Sys::Utmp::Utent(3) represent a single utmp entry


use Sys::Utmp;
my $utmp = Sys::Utmp->new();
while ( my $utent = $utmp->getutent() )
if ( $utent->user_process )
print $utent->ut_user,"\n";


As described in the Sys::Utmp documentation the getutent method returns an object of the type Sys::Utmp::Utent which provides methods for accessing the fields in the utmp record. There are also methods for determining the type of the record.

The access methods relate to the common names for the members of the C struct utent - those provided are the superset from the Gnu implementation and may not be available on all systems: where they are not they will return the empty string.

Returns the use this record was created for if this is a record for a user process. Some systems may return other information depending on the record type. If no user was set this will be the empty string. If tainting is switched on with the '-T' switch to perl then this will be 'tainted' as it is possible that the user name came from an untrusted source.
The identifier for this record - it might be the inittab tag or some other system dependent value.
For user process records this will be the name of the terminalor line that the user is connected on.
The process ID of the process that created this record.
The type of the record this will have a value corresponding to one of the constants (not all of these may be available on all systems and there may well be others which should be described in the getutent manpage or in /usr/include/utmp.h ) :
ACCOUNTING - record was created for system accounting purposes.
BOOT_TIME - the record was created at boot time.
DEAD_PROCESS - The process that created this record has terminated.
EMPTY - record probably contains no other useful information.
INIT_PROCESS - this is a record for process created by init.
LOGIN_PROCESS - this record was created for a login process (e.g. getty).
NEW_TIME - record created when the system time has been set.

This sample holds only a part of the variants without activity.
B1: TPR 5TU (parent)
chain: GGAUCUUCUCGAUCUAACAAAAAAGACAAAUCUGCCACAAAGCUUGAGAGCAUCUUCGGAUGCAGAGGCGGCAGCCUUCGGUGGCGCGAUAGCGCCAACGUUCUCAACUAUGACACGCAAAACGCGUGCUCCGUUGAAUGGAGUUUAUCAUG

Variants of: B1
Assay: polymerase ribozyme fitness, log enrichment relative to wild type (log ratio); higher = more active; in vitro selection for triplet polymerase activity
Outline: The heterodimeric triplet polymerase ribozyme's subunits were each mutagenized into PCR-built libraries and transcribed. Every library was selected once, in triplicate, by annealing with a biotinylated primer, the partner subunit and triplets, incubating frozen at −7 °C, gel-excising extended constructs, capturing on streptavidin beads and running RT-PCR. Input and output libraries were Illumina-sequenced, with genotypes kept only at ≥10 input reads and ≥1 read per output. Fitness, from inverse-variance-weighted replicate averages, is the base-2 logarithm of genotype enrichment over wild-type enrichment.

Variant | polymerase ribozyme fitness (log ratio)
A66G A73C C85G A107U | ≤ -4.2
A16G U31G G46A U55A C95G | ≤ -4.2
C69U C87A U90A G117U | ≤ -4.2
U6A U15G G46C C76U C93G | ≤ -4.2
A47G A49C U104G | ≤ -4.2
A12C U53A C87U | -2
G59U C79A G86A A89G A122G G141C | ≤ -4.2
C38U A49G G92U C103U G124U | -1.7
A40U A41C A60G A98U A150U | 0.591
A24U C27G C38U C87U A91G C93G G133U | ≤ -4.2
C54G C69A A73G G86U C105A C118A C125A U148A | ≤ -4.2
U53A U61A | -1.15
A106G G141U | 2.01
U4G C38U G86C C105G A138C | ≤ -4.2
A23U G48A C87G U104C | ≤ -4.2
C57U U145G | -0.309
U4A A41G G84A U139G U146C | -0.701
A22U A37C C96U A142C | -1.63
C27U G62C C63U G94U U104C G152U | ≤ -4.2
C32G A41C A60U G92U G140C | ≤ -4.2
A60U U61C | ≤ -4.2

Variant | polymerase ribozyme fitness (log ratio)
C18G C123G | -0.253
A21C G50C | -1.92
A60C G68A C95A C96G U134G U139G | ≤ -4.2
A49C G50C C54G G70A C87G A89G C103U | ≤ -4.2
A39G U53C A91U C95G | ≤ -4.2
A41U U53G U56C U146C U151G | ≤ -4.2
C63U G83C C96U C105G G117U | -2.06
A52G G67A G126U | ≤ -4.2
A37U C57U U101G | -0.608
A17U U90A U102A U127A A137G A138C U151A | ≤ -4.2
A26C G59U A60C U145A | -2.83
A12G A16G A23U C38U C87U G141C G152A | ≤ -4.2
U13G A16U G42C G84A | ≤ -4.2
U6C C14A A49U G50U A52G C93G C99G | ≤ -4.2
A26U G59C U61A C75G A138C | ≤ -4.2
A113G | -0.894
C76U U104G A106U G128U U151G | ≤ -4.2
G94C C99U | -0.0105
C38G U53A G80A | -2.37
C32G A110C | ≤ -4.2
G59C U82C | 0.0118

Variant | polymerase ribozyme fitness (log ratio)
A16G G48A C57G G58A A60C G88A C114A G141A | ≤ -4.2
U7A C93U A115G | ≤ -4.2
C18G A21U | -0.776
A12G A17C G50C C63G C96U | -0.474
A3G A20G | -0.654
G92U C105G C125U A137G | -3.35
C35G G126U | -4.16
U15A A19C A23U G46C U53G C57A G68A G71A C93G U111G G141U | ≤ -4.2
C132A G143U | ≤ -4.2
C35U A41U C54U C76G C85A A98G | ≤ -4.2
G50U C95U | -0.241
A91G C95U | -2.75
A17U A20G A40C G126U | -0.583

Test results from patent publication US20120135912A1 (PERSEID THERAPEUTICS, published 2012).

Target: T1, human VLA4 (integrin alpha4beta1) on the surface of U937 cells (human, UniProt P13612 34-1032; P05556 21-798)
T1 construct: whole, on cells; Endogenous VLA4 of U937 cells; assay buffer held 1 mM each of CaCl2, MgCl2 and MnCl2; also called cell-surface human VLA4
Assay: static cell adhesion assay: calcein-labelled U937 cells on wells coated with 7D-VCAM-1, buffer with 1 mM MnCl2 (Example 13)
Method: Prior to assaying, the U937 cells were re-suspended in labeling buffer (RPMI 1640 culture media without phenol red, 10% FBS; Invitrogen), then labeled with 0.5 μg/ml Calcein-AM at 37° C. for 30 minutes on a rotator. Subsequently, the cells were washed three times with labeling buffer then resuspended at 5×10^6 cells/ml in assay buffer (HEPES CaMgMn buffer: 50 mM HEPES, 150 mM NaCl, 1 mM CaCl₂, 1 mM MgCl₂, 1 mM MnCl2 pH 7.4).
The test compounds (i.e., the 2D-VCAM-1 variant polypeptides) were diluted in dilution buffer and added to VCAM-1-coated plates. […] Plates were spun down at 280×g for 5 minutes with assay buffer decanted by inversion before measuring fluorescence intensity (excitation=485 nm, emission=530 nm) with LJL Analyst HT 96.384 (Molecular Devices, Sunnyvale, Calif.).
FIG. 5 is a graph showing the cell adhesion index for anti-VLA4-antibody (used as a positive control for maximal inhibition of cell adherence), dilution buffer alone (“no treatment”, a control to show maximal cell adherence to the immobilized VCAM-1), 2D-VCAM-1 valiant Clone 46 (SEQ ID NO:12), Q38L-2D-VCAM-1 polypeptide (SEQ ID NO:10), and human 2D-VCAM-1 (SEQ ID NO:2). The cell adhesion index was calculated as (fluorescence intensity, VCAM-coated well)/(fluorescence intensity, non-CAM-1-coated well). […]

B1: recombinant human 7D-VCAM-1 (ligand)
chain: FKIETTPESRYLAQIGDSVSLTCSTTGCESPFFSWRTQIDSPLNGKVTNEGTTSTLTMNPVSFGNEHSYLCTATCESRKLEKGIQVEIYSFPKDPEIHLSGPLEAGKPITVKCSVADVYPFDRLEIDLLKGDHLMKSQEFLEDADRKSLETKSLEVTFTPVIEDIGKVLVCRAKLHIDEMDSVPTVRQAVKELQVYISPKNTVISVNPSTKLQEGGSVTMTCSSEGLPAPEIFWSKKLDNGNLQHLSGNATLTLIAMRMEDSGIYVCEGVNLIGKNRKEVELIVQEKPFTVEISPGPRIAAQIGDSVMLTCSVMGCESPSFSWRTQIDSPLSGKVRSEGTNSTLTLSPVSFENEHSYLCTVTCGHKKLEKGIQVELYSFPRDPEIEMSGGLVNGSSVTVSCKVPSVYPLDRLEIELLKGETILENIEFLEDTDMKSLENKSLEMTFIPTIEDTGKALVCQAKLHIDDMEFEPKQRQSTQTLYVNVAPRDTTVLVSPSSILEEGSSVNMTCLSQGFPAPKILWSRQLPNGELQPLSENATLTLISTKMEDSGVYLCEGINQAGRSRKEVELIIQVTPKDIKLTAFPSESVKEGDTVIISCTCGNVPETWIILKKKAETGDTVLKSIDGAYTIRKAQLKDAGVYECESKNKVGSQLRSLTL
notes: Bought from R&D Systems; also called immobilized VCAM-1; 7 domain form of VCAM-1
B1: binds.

OLD_TIME - record recording the old tme when the system time has been set.
RUN_LVL - records the time at which the current run level was started.
USER_PROCESS - record created for a user process (e.g. a login )

for convenience Sys::Utmp::Utent provides methods which are lower case versions of the constant names which return true if the record is of that type.

On systems which support this the method will return the hostname of the host for which the process that created the record was started - for example for a telnet login. If taint checking has been turned on (with the -T switch to perl ) then this value will be tainted as it is possible that a remote user will be in control of the DNS for the machine they have logged in from. ( see perlsec for more on tainting )
The time in epoch seconds wt which the record was created.


Probably. This module has been tested on Linux, Solaris, FreeBSD ,SCO Openserver and SCO UnixWare and found to work on those platforms. If you have difficulty building the module or it doesnt behave as expected then please contact the author including if appropriate your /usr/include/utmp.h


Jonathan Stowe, <[email protected]>


This Software is Copyright Jonathan Stowe 2001-2013

This Software is published as-is with no warranty express or implied.

This is free software and can be distributed under the same terms as Perl itself.